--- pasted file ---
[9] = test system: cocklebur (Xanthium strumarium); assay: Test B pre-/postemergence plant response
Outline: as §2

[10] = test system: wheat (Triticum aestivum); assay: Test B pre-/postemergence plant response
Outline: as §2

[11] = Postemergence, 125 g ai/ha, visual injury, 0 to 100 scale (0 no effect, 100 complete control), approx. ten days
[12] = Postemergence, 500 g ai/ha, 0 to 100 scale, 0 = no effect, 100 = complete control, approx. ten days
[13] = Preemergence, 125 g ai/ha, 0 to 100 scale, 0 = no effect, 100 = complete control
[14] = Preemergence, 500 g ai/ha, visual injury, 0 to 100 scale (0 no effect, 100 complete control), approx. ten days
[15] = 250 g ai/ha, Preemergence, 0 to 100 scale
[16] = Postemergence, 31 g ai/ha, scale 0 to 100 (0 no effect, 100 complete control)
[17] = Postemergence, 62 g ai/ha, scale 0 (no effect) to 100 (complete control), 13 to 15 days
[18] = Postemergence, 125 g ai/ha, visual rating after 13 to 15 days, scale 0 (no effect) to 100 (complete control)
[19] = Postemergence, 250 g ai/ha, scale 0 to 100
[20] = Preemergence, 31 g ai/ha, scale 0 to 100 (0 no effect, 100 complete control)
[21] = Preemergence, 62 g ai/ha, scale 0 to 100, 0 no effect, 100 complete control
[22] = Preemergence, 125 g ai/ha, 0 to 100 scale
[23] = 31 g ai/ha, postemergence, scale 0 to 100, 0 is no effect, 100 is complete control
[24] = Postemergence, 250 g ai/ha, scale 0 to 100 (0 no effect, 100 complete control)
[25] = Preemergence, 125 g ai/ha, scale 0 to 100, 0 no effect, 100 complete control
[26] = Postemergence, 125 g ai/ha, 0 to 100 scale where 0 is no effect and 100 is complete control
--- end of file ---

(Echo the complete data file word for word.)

[9] = test system: cocklebur (Xanthium strumarium); assay: Test B pre-/postemergence plant response
Outline: as §2

[10] = test system: wheat (Triticum aestivum); assay: Test B pre-/postemergence plant response
Outline: as §2

[11] = Postemergence, 125 g ai/ha, visual injury, 0 to 100 scale (0 no effect, 100 complete control), approx. ten days
[12] = Postemergence, 500 g ai/ha, 0 to 100 scale, 0 = no effect, 100 = complete control, approx. ten days
[13] = Preemergence, 125 g ai/ha, 0 to 100 scale, 0 = no effect, 100 = complete control
[14] = Preemergence, 500 g ai/ha, visual injury, 0 to 100 scale (0 no effect, 100 complete control), approx. ten days
[15] = 250 g ai/ha, Preemergence, 0 to 100 scale
[16] = Postemergence, 31 g ai/ha, scale 0 to 100 (0 no effect, 100 complete control)
[17] = Postemergence, 62 g ai/ha, scale 0 (no effect) to 100 (complete control), 13 to 15 days
[18] = Postemergence, 125 g ai/ha, visual rating after 13 to 15 days, scale 0 (no effect) to 100 (complete control)
[19] = Postemergence, 250 g ai/ha, scale 0 to 100
[20] = Preemergence, 31 g ai/ha, scale 0 to 100 (0 no effect, 100 complete control)
[21] = Preemergence, 62 g ai/ha, scale 0 to 100, 0 no effect, 100 complete control
[22] = Preemergence, 125 g ai/ha, 0 to 100 scale
[23] = 31 g ai/ha, postemergence, scale 0 to 100, 0 is no effect, 100 is complete control
[24] = Postemergence, 250 g ai/ha, scale 0 to 100 (0 no effect, 100 complete control)
[25] = Preemergence, 125 g ai/ha, scale 0 to 100, 0 no effect, 100 complete control
[26] = Postemergence, 125 g ai/ha, 0 to 100 scale where 0 is no effect and 100 is complete control